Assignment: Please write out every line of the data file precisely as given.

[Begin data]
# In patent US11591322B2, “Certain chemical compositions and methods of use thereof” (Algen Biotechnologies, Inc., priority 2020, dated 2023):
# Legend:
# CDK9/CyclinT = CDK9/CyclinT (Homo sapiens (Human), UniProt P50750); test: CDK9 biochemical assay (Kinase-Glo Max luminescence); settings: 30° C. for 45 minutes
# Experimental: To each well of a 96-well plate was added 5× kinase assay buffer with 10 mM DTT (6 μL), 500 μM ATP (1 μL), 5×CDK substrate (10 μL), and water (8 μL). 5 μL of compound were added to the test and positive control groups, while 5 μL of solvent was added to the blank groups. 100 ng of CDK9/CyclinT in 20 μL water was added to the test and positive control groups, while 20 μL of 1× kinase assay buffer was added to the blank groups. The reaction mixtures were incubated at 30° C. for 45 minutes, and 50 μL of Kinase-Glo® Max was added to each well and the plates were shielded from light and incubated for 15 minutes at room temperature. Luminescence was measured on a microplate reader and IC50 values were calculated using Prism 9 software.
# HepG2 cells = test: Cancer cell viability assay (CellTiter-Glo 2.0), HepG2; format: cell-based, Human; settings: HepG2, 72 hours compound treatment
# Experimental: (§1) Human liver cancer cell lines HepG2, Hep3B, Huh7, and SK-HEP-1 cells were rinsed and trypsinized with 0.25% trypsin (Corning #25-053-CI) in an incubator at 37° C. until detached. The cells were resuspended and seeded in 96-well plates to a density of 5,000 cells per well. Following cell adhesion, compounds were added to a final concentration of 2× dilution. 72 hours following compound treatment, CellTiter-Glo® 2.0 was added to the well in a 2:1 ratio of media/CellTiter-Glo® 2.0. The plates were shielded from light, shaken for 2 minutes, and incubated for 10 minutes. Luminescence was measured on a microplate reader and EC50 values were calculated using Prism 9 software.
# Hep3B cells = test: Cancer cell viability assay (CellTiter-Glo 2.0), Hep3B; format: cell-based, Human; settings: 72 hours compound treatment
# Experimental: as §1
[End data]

# In patent US11591322B2, “Certain chemical compositions and methods of use thereof” (Algen Biotechnologies, Inc., priority 2020, dated 2023):
# Legend:
# CDK9/CyclinT = CDK9/CyclinT (Homo sapiens (Human), UniProt P50750); test: CDK9 biochemical assay (Kinase-Glo Max luminescence); settings: 30° C. for 45 minutes
# Experimental: To each well of a 96-well plate was added 5× kinase assay buffer with 10 mM DTT (6 μL), 500 μM ATP (1 μL), 5×CDK substrate (10 μL), and water (8 μL). 5 μL of compound were added to the test and positive control groups, while 5 μL of solvent was added to the blank groups. 100 ng of CDK9/CyclinT in 20 μL water was added to the test and positive control groups, while 20 μL of 1× kinase assay buffer was added to the blank groups. The reaction mixtures were incubated at 30° C. for 45 minutes, and 50 μL of Kinase-Glo® Max was added to each well and the plates were shielded from light and incubated for 15 minutes at room temperature. Luminescence was measured on a microplate reader and IC50 values were calculated using Prism 9 software.
# HepG2 cells = test: Cancer cell viability assay (CellTiter-Glo 2.0), HepG2; format: cell-based, Human; settings: HepG2, 72 hours compound treatment
# Experimental: (§1) Human liver cancer cell lines HepG2, Hep3B, Huh7, and SK-HEP-1 cells were rinsed and trypsinized with 0.25% trypsin (Corning #25-053-CI) in an incubator at 37° C. until detached. The cells were resuspended and seeded in 96-well plates to a density of 5,000 cells per well. Following cell adhesion, compounds were added to a final concentration of 2× dilution. 72 hours following compound treatment, CellTiter-Glo® 2.0 was added to the well in a 2:1 ratio of media/CellTiter-Glo® 2.0. The plates were shielded from light, shaken for 2 minutes, and incubated for 10 minutes. Luminescence was measured on a microplate reader and EC50 values were calculated using Prism 9 software.
# Hep3B cells = test: Cancer cell viability assay (CellTiter-Glo 2.0), Hep3B; format: cell-based, Human; settings: 72 hours compound treatment
# Experimental: as §1